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Mark Lanterman - The Risk Report October 2015


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Mark Lanterman - The Risk Report October 2015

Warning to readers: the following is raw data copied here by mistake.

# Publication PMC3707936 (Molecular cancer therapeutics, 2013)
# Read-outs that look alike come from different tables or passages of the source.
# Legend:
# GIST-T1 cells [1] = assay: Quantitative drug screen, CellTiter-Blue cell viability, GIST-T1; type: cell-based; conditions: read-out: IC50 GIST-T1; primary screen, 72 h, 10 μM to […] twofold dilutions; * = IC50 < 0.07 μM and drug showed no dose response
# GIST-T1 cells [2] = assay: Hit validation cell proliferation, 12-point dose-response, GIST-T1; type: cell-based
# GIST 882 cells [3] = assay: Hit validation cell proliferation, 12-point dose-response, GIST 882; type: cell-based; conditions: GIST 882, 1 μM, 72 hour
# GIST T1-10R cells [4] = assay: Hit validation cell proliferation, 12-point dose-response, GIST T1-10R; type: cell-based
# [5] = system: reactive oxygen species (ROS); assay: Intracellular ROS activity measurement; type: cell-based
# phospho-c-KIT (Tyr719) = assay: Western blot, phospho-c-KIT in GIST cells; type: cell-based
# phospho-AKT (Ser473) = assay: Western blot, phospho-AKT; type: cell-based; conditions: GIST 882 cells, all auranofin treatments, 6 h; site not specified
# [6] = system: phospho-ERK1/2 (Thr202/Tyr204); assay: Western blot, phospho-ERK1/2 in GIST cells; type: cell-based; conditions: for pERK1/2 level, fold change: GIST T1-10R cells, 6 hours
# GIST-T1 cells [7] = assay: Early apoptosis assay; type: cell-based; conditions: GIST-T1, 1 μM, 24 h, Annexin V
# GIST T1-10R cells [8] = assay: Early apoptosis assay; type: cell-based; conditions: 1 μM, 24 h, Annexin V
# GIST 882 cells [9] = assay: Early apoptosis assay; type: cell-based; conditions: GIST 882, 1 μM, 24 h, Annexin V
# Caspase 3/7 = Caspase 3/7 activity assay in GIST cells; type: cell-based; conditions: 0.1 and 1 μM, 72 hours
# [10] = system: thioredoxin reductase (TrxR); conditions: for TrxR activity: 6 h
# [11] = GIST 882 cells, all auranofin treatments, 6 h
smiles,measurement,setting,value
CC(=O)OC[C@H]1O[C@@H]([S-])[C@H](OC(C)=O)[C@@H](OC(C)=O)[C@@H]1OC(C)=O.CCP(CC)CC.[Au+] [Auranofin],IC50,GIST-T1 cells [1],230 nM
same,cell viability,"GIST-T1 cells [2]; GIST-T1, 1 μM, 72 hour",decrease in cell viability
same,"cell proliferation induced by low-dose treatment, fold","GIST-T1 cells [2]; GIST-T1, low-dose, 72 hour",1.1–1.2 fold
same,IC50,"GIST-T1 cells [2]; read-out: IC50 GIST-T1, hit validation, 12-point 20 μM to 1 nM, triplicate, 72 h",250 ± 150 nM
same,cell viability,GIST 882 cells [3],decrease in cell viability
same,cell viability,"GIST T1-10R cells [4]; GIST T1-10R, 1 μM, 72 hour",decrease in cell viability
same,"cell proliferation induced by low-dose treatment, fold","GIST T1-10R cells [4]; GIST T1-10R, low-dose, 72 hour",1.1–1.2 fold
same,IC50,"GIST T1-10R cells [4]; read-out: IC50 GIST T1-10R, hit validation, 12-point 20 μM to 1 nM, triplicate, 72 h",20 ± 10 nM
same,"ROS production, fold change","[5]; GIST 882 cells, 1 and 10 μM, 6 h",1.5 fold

1. 1. 1 Reprinted with permission THE RISK REPORT PLAN TO PROTECT DIGITAL ASSETS MARK LANTERMAN October 2015 There is no such thing as perfect cybersecurity. No matter how many millions of dollars an or- ganization spends on information security, some hacker, somewhere, at some time, will success- fully break in. But this does not mean that indi- viduals and organizations should just sit around and wait for the inevitable. There are steps that can be taken to minimize risk and thus poten- tially circumvent a data breach. This article explains some of the methods hack- ers currently use, along with the best-practice preventive measures to circumvent such hacks. In addition, a case study illustrates both the risk and lessons learned, stressing the importance of education and developing a “culture of secu- rity.” Prevention Is the Best Solution While it may be the most optimal solution, pre- venting breaches is not simple or easy. In many ways, organizations have to be prepared for something that has not yet happened—they have to forecast the future of cyber and privacy threats. Doing so often entails poring through mountains of data to find a needle in the hay- stack—a piece of malware or a threat that can compromise critical data. Sometimes, as is clearly evidenced by the re- cent breaches, these threats can get lost in the noise. Furthermore, the best and worst thing about the tech industry is that it is fast paced. Product cycles move fast, but tech mainstays like software updates and patches move even faster. It takes dedicated personnel for organiza- tions to keep up. Add to this industry-specific software and hard- ware, which varies greatly, each with its own purpose and security considerations. This leads to a diverse palate of devices and software tools, and a consequent variety of new uses, but is also targeted by hackers for the market- ability of the data it collects and stores. Nowadays, security is not just a locked shop door. Digital breaches are robberies that hap- pen at any hour and without warning. In some cases, these robberies happen without any im- mediately apparent evidence. But do not de- spair! Being informed of these issues is the greatest defense an organization can have. If an organization’s network configuration and em- ployee education program is lacking, exposure to serious risk and liability is heightened. The potential loss of valuable digital assets, espe- cially client information, can result.